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Hands-on fun at Science in the Park

World Economic Forum statistics can be hard to choke down. Its comparison of quality ranks mathematics and science education in the United States 52nd in the world. When comparing the proportion of college students earning undergraduate degrees in science or engineering among developing nations, it ranks 27th. Of engineers earning their PhDs from U.S. universities, more than two-thirds are not U.S. citizens. Science in the Park is working to change these statistics one student at a time, or perhaps a few thousand, right here in Alameda County.

A free event, Science in the Park offers 70 hands-on Science, Technology, Engineering and Mathematics (STEM) experiences aimed primarily at elementary-school and middle-school students. The event is scheduled for Saturday, October 4 at Alden E. Oliver Sports Park in Hayward.

Students can create and launch simple water rockets, compete in an egg dropping contest, spin art with bikes, and use chemistry to create Ooblecks, with properties of both solids and liquids. Chabot College professor Scott Hildreth will bring telescopes for sky-gazing.

Canopied booths will house experiments and activities spread over one and a half soccer fields; bounce houses at one corner will give students a chance to work off kinetic energy. Food trucks and a farm stand with items for sale will occupy the parking lot, along with fire trucks and the Alameda County Sheriff's Office Bomb Squad. And since health relies on science, there will be free health information and free flu shots.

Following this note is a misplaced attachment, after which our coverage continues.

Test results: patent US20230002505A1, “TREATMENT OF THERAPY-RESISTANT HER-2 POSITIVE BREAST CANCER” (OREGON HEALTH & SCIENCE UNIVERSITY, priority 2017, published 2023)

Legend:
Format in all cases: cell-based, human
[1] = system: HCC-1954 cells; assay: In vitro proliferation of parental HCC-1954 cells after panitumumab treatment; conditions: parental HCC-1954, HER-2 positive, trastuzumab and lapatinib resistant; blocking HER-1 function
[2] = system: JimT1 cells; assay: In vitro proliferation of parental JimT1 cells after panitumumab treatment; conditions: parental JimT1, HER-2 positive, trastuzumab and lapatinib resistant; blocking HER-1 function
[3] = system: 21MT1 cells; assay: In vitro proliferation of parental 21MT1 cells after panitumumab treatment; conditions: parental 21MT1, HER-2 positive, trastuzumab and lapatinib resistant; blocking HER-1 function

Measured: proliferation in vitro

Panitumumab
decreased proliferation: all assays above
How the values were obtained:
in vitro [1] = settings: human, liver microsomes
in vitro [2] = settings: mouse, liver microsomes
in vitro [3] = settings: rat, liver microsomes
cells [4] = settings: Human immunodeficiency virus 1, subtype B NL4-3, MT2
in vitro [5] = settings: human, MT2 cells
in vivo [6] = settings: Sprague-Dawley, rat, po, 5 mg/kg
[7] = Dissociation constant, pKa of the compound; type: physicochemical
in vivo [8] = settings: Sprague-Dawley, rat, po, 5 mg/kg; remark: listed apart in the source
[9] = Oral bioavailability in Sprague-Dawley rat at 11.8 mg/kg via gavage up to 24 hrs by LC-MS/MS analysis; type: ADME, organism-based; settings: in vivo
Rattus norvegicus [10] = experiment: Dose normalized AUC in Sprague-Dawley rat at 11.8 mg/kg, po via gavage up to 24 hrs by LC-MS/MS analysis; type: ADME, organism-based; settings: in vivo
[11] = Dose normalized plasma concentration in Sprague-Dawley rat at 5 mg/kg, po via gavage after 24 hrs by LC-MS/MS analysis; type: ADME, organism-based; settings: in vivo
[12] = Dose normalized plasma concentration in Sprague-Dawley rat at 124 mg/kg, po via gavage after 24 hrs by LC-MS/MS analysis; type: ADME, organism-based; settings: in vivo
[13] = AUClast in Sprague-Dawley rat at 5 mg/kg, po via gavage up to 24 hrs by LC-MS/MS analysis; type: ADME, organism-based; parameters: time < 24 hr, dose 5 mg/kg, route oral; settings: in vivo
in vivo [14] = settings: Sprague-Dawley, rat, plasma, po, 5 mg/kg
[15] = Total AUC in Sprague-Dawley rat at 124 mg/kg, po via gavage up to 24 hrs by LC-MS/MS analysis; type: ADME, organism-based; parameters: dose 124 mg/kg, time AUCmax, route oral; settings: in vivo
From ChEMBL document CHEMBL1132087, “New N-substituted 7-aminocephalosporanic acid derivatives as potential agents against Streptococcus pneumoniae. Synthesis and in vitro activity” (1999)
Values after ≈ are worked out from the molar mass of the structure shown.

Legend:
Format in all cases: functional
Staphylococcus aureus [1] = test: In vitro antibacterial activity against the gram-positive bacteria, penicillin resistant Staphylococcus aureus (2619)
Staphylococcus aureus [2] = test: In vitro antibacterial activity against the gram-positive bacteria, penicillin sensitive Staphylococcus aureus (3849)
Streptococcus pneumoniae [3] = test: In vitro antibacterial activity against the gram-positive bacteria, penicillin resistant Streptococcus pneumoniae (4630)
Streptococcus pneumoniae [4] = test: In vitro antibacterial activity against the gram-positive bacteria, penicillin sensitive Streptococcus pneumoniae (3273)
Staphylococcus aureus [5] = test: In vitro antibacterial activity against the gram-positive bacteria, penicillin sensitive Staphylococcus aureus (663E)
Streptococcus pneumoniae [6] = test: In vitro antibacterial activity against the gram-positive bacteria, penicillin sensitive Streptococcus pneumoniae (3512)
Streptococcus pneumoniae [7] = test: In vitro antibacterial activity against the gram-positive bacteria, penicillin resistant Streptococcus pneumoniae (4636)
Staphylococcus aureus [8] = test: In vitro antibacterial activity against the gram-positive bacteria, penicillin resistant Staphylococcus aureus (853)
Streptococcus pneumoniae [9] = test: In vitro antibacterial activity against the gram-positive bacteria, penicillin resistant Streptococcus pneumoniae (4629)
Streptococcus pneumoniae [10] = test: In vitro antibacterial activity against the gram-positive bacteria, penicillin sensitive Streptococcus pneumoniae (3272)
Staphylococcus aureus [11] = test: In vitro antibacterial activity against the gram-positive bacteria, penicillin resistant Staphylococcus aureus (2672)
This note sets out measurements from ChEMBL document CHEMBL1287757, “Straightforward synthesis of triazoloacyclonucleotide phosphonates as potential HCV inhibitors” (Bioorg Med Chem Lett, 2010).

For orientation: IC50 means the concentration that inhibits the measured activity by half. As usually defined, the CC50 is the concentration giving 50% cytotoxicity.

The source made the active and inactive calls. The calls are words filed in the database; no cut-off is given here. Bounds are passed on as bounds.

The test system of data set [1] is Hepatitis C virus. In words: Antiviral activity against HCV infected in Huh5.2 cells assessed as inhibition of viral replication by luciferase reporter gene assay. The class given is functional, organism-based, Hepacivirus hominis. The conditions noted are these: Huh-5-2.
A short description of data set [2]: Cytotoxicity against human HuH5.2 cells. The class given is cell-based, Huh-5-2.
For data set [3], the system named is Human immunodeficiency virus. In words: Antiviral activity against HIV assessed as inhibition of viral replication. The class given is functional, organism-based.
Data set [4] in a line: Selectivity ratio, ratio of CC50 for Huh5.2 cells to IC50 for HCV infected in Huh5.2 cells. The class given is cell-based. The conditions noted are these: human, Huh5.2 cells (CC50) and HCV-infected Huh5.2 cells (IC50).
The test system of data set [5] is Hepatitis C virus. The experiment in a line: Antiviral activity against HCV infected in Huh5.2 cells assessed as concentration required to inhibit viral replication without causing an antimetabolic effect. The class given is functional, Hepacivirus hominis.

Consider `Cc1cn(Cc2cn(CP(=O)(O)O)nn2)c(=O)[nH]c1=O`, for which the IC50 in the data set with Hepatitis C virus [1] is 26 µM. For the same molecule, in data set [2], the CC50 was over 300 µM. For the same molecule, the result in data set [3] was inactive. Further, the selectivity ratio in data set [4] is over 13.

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Gathering to teach, to learn, to share

When considering the upcoming Gathering of Ohlone Peoples, one might ask, why gathering? It sounds vaguely harvest-like, and why peoples, not just people? Christina Garcia, acting supervising naturalist for East Bay Regional Park District (EBRPD) at Coyote Hills, said that event founder Bev Ortiz had the best answer to the peoples part of the question: Ohlone is a modern word that groups some 58 independent tribes, under a single name based on the common roots of the languages they spoke. Ortiz, who was a naturalist at the park when she founded the Gathering, is now the Park DistrictÕs Cultural Services Coordinator.

So, said Garcia, that explains the peoples part. Why Gathering? I think its because this is different from a reunion where, even if you dont see them often, you know everyone, and its not just a yearly get-together of people with things in common. Gathering means to bring together or assemble from various places, sources, or people. It means to collect gradually, one-by-one and that is how this event has grown.

According to EBRPD, the District encompasses the homelands of about 25 tribes. Each tribe had three to five villages, communities of about 200 people each, whose residents spoke variants of three languages: Ohlone (Costanoan), Bay Miwok, and Delta Yokuts.

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Got wildlife? We do!

Celebrate with the Ohlone Humane Society (OHS) Wildlife Rehabilitation Center on Saturday, October 4, when we open our doors for a rare peek behind-the-scenes at our wildlife hospital. Learn about local wildlife, take a hospital tour, meet the animals, and take part in nature craft. All ages are welcome to stop by anytime between noon and 3:00 p.m.

When I tell people I volunteer at the Wildlife Rehabilitation Center as a wildlife care rehabilitator, I always get the same inquisitive look. You volunteer doing what? After I explain what it is, I always get the same response: I had no idea there was a need for that. Of course wildlife rehabilitation is not your average everyday subject; it is truly a unique profession.

So why would the wild critters of the Tri-Cities need rehabilitation? When wild animals get sick, injured or orphaned, they need a place to go for medical help; they depend on assistance from wildlife rehabilitators. Wildlife rehabilitators are trained, skilled, and licensed people who provide care to wildlife in need. We have received orphaned ducklings whose mother was killed by a car, a Red Tailed Hawk who had a bullet injury to her wing, and a nest full of baby birds that fell from a tree while it was being trimmed.
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